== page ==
The Marquart is blind over the nose to the rear seat pilot in command. My beginner’s tendency was to lower the nose too much for cruise. The result was a 200 foot-per-minute descent--good airspeed, but down you go. Properly trimmed you won’t see much past the cowling in level flight so occasional pitch dips or gentle banks are in order throughout cruise to spot traffic and TV towers. In a Cherokee or other traveling machine this might be considered a design flaw, but the biplane mind knows that straight-and-level is not a goal here. In fact, it’s nearly impossible to travel more than two minutes without rolling left, then right, while tilting your head back to watch for Fokkers, or to gaze over the cockpit’s rim in envy of the buzzards circling through nearby thermals.
The biplane’s mission is to fly not to travel. Getting to a destination is a happy byproduct of the adventure. Before taking the biplane plunge you have to ask yourself, “Do you want to get somewhere or do you want to be somewhere?” In open-cockpit, you’re always somewhere even though it might be nowhere near your intended destination. Time, somehow, loses its earthly grip in flight.
Still, my destination was northern California along the Monterey Bay, and en route I stopped in Van Nuys to pick up Curtis Kelly, a friend who’s also a tail wheel pilot. From Van Nuys, where I’d irritated just about every air traffic controller with my microphone-in-the wind voice, to Watsonville, Curtis rode in the front seat while I discovered how miserably windy it gets in the back when the front hole is open. The problem is the windshields.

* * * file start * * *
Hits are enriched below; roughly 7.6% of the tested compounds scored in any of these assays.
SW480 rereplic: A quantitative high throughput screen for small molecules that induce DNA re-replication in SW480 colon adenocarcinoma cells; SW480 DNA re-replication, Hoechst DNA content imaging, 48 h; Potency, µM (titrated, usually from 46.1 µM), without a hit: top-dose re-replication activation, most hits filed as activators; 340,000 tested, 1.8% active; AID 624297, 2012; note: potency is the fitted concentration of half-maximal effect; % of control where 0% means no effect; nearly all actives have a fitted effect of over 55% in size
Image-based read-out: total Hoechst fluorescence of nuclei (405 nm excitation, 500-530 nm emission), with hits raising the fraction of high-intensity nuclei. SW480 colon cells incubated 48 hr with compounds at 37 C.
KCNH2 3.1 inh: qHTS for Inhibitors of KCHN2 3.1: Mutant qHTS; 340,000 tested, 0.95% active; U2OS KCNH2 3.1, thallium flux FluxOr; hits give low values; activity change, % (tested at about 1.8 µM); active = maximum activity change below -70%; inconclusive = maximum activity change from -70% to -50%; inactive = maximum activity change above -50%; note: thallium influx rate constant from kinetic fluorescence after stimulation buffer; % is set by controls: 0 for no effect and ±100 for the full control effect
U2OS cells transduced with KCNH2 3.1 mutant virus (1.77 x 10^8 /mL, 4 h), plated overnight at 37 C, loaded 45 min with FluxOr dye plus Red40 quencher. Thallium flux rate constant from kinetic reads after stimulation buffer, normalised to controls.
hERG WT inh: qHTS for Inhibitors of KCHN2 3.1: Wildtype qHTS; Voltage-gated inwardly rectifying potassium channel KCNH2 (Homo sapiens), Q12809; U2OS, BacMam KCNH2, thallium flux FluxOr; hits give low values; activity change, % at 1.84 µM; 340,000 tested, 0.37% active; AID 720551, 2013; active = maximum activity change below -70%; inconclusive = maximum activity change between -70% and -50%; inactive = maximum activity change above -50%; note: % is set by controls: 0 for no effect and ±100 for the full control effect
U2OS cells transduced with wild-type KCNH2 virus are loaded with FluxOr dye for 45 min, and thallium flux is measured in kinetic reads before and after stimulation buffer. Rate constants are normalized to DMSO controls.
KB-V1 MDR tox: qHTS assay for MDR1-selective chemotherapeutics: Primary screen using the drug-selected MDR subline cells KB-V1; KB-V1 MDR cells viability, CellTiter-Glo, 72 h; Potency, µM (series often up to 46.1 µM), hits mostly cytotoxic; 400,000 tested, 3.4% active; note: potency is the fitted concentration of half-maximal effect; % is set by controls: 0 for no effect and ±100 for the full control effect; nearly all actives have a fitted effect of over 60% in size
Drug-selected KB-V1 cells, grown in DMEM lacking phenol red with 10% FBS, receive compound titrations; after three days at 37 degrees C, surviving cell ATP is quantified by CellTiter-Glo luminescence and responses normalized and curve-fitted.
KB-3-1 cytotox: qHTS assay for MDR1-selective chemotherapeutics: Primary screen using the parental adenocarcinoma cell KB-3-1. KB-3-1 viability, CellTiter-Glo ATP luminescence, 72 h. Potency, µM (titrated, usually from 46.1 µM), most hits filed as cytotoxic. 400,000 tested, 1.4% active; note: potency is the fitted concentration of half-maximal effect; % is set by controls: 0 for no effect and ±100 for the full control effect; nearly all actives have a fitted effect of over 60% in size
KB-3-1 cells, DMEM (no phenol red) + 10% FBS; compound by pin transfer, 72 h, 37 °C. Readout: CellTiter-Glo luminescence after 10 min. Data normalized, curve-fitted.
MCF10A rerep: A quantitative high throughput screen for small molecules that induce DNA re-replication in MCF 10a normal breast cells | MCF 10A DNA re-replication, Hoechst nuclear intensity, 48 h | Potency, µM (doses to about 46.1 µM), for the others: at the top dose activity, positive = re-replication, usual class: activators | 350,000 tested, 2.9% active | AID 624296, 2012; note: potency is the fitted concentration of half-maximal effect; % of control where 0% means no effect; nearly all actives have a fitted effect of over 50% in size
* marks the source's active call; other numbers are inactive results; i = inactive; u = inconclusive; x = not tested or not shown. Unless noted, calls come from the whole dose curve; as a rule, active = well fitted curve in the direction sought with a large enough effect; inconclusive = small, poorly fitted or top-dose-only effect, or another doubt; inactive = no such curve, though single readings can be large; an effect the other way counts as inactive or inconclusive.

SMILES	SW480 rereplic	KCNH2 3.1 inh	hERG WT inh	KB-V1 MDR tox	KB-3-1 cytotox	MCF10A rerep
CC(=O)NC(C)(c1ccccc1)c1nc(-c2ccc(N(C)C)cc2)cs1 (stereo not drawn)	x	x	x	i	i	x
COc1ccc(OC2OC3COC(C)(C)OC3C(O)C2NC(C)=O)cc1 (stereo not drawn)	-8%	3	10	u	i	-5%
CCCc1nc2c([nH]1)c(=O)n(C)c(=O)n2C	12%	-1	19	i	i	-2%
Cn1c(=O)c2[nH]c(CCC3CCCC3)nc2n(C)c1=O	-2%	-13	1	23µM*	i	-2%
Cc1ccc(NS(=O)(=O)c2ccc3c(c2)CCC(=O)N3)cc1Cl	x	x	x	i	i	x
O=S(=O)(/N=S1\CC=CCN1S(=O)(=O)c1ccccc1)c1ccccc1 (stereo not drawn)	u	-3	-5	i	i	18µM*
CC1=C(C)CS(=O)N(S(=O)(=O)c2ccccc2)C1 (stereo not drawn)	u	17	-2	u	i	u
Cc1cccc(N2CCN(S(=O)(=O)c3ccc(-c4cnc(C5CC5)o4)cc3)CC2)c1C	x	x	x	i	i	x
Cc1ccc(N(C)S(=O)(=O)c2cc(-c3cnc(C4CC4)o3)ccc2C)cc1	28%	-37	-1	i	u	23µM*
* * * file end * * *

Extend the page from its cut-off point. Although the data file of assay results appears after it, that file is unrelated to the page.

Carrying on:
A quick look at the two cockpits shows each with a windshield equal in size. Both were transplanted from a Ryan PT22—classy but that front screen generates hurricanes in the back. Picture the slipstream flowing along the fuselage when the front seat is buttoned up; it hits the rear screen and coils into space leaving the solo pilot grinning in relative calm. I can fly alone from the back seat wearing a baseball cap turned ‘round and a pair of sunglasses without fear of losing either. But when you open the front seat for guests and tack on the forward windshield things change. The wind now smacks the front glass, which, because it stands so tall, deflects the blast into the under side of the upper wing where it ricochets down onto the rear pilot’s head. The sensation is like losing an hour-long pillow fight. The front-seater, meanwhile, sits in comfort, confused why the guy behind him is so punch drunk on landing. The solution, I’m told, is to cut the front windshield down by a third to reduce that deflection. Since I can’t bring myself to damage a 60-year-old airplane part, I’m having a smaller windshield made from Lexan®. We’ll see how that fits and report back. Either that or you’ll see a Lexan windscreen for sale on e-Bay in a month.